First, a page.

Given DPT is part of Australia’s anti-avoidance legislation (i.e. within Part IVA), it will over-ride Australia’s double taxation treaties and effectively will leave affected taxpayers open to double taxation.
PCG 2018/D2 – DPT engagement and compliance framework
The draft PCG 2018/D2 provides guidance on the ATO’s compliance approach to the DPT. In addition, it outlines the client engagement framework, framing questions to aid in risk assessment as well as suggested documentation and information requirements. Also included are 10 high and low risks scenarios to test the extent of sufficient economic substance (SES).
Any DPT risk will generally be identified in the normal course of the ATO’s compliance activity. If identified, the ATO will decide whether to conduct a review at that time or continue monitoring the perceived risk.
The ATO expects taxpayers to self-assess their DPT risk and then engage with the ATO under their client engagement framework (summarised in Appendix one attached at the end of this Alert). The main avenues of engagement include:
- Applying for an APA
- Applying for a private ruling, or
- Contacting the DPT specialist team to discuss specific arrangements.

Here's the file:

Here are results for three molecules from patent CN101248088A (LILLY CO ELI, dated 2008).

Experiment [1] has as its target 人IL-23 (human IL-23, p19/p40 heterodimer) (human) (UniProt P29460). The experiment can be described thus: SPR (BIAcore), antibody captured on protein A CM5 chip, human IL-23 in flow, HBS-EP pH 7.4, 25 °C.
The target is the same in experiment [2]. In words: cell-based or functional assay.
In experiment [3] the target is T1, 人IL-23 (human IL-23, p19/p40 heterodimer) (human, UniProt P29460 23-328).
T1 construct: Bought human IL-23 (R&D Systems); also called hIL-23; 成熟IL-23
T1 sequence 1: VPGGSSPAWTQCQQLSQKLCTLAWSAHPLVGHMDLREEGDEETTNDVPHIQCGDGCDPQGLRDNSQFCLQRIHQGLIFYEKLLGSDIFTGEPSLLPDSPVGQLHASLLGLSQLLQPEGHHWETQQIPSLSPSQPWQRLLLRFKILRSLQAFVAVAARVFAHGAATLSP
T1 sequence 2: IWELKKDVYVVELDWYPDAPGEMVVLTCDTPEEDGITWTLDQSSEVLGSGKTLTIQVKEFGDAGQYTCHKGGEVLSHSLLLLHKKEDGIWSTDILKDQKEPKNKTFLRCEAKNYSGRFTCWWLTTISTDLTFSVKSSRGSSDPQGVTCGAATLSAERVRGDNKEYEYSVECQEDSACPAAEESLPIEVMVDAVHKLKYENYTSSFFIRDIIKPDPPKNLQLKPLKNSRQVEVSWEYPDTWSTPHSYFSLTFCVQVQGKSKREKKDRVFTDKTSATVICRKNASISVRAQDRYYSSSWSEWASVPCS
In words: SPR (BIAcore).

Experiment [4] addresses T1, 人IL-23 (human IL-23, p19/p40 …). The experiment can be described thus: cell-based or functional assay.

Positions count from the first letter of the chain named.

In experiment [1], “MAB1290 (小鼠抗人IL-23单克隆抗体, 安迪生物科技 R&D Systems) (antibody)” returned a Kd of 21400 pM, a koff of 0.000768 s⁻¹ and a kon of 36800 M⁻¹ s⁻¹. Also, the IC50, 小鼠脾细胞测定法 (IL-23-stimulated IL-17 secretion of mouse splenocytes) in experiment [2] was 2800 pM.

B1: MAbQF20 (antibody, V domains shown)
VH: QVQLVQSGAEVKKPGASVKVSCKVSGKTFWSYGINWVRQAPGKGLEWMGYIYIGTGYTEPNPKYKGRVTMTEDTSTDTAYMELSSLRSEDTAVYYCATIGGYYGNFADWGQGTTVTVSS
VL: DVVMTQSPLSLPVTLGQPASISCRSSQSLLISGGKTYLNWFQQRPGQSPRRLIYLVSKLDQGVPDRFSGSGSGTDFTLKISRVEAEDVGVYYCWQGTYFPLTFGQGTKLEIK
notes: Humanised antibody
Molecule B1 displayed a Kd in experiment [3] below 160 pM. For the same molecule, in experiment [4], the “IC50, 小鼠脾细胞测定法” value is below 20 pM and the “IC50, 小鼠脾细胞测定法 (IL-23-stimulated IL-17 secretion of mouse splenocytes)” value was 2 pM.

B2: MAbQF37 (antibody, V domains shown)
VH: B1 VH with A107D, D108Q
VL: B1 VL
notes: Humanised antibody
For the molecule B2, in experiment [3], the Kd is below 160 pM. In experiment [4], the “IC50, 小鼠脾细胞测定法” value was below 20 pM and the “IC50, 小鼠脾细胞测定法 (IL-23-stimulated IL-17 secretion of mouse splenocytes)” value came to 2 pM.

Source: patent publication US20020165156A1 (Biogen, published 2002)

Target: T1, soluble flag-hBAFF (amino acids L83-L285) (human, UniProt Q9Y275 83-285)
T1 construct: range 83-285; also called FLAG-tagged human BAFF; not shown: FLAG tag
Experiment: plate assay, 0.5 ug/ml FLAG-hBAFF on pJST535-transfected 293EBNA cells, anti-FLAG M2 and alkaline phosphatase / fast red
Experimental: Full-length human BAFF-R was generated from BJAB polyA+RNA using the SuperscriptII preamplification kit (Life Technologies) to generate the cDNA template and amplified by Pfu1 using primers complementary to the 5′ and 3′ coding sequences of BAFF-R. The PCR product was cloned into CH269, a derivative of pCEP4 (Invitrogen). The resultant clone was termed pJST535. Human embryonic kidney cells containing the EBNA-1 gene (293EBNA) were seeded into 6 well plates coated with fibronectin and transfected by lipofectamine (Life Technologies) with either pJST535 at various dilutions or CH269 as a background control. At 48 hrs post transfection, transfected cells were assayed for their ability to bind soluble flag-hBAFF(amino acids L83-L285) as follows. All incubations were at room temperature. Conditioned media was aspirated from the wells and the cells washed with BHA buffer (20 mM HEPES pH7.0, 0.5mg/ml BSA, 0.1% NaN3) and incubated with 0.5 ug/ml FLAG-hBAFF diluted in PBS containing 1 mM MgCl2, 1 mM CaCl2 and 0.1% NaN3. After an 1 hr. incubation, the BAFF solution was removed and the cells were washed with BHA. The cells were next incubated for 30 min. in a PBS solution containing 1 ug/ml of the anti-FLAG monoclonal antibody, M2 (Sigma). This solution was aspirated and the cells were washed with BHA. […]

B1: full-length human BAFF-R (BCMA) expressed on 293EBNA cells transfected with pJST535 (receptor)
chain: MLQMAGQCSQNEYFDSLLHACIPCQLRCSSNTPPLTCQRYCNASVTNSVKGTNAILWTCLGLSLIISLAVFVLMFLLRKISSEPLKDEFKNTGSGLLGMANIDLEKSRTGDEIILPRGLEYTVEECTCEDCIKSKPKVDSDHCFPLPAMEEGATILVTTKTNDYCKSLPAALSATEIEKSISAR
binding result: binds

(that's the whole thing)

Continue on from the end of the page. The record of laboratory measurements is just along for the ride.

Any of these avenues are likely to involve comprehensive review of information, documentation and evidence to support the company’s position and, undoubtedly, a quasi-audit.
If your company is already in the APA program, no assurance will be provided unless the APA application was submitted and/or finalised after 4 April 2017.
The PCG includes a guide as to the framing questions the ATO might ask. The nature of the questions highlights the transactions the ATO believes will be of higher risk for the DPT to apply.
The initial questions will cover whether DPT applies in principle.
If the answer to the initial questions is yes AND international related party dealings are with an entity with an effective tax rate of 24 per cent or lower, the arrangement may be within the scope of DPT.
Framing questions – transaction specific
The ATO has identified the following transaction specific areas to assess DPT risk:
- The transfer or effective transfer of valuable intangible assets offshore
- The transfer or effective transfer and/or centralisation of functions and/or risks offshore
- A significant transfer of value relative to overall profitability
- The mischaracterisation of payments (for example, service fees rather than royalties)
- The use of hybrid entities and/or instruments
- Back-to-back or flow-through arrangements
- The booking of profit offshore in a manner disproportionate to staff headcount and/or capability, or
- Any other features that are unusual having regard to the nature of the relevant business operations.
Framing questions – sufficient economic substance (SES) test
The ATO has identified the following areas to assess whether an arrangement satisfies the SES test. This is the most critical and comprehensive area and, depending on the quality of existing transfer pricing analysis and documentation, could result in considerable additional work for SGEs with potential DPT risk: